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Old 24th Feb 2019, 03:29
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http://www.91stbombgroup.com/91st_ta...ghost_ship.pdf
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Old 24th Feb 2019, 06:18
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I seem to recall that the KLM pilot rotated early at Tenerife in an attempt to 'jump' over the PA 747 but didn't have the speed to climb. If that was the case, then would that constitute a conscious avoidance???
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Old 24th Feb 2019, 10:13
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Crashing Aircraft Avoiding People on Ground

I totally agree. If a B17 were about to crash the crew certainly wouldn’t be aware of people in their way until it was within a few hundred metres of them at best. Have any of the readers noticed people near the approach when they have been landing without a major emergency in progress? Pilot’s about to crash avoiding schools is another fact which I have always thought suspect too.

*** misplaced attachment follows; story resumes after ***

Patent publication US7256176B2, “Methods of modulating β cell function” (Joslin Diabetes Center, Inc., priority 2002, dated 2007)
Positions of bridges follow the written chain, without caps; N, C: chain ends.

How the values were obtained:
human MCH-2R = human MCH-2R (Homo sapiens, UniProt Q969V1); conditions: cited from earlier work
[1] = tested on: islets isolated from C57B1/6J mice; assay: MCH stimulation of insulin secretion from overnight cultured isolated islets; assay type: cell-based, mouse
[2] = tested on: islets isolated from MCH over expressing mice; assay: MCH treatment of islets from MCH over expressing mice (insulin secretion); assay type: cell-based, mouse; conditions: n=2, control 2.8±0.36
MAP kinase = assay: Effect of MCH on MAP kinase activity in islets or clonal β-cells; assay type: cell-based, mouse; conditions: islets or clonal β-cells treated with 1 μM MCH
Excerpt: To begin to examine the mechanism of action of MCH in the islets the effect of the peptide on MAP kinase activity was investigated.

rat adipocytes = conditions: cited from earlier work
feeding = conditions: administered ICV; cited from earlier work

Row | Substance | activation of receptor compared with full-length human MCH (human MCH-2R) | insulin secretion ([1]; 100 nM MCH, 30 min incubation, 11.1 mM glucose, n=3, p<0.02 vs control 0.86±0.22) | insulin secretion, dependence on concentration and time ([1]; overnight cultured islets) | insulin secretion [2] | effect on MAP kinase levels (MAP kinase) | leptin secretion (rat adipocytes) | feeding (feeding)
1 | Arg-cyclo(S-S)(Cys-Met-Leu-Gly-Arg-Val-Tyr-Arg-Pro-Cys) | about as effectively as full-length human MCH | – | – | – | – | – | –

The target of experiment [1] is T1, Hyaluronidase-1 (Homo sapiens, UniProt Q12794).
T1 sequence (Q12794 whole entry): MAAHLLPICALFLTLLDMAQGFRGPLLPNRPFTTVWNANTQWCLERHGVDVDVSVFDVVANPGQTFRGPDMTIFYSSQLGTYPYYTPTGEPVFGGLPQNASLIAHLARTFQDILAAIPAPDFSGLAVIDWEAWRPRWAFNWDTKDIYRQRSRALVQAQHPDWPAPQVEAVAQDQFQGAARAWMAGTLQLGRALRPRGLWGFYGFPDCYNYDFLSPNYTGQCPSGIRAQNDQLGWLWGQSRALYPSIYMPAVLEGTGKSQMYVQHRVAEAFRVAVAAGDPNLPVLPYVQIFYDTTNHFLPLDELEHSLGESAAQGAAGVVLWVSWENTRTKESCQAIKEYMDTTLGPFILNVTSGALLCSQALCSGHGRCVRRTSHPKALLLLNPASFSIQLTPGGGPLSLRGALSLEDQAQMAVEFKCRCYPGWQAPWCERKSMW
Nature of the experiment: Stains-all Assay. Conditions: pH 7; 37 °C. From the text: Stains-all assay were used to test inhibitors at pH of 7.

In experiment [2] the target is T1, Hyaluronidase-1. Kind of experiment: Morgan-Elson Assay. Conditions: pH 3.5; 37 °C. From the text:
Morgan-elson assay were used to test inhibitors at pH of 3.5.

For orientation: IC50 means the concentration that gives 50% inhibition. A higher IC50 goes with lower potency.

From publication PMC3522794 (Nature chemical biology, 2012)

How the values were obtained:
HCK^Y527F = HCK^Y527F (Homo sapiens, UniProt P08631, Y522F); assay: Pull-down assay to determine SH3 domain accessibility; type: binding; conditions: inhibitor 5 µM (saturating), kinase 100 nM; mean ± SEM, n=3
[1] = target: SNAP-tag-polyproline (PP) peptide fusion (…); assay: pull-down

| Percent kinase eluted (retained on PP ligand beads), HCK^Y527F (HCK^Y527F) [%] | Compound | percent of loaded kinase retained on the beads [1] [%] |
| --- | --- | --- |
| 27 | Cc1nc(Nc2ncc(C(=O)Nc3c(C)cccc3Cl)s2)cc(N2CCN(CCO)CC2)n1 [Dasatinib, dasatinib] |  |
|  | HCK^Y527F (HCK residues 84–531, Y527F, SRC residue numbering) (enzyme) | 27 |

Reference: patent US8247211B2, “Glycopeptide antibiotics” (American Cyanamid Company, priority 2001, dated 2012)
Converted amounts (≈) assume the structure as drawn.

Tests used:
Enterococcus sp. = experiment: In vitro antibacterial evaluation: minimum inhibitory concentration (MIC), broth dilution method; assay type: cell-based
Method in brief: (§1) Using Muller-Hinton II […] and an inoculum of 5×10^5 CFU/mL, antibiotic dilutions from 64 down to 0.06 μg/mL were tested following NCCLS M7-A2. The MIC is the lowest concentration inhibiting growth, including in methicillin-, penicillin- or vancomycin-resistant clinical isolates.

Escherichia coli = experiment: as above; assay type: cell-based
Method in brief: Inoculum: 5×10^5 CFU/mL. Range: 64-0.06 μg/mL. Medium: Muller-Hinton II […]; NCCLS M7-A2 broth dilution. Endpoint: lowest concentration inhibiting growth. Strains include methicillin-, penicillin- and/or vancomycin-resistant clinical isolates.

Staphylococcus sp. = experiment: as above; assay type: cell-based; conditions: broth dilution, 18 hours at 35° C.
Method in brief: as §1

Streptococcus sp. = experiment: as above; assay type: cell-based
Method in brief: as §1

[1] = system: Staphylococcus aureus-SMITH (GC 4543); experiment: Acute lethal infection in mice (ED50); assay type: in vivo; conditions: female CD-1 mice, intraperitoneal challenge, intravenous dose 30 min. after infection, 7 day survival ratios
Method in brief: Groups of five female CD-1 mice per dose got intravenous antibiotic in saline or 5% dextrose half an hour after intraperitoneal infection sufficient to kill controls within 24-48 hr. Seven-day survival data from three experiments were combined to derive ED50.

Anyway good luck to the old gentleman who has kept the crew’s memory alive for all these years. Their contribution to the conflict should never be forgotten.
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Old 24th Feb 2019, 11:28
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Wasn't there a Bucc up in Scotland overran the runway, when he saw spotters on the fence line he whipped the gear up to stop it.
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Old 24th Feb 2019, 16:13
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Even the best pilot cannot control a falling brick ... In 1972 my friend Giles was testing a Bucc following overhaul at RNAY Sydenham when it flamed out on downwind leg. Ricky the nav banged-out and landed on a busy Belfast thoroughfare in front of a Morris Minor whose elderly driver was taken to hospital with shock. Giles stayed in the aircraft, aiming for Orangefield Park about a mile further on but ejected when the Bucc's nose pitched upwards and all control was lost. His chute deployed just in time to land him on a sloping roof, whence he slid off to land on his elbow three stories below. A couple of seconds later the Bucc dropped vertically to demolish the front wall of an office block 200 yards further on, its fuselage replacing the wall just eight feet in front of the shocked owner's desk. Fortunately there was no fire because there was no fuel.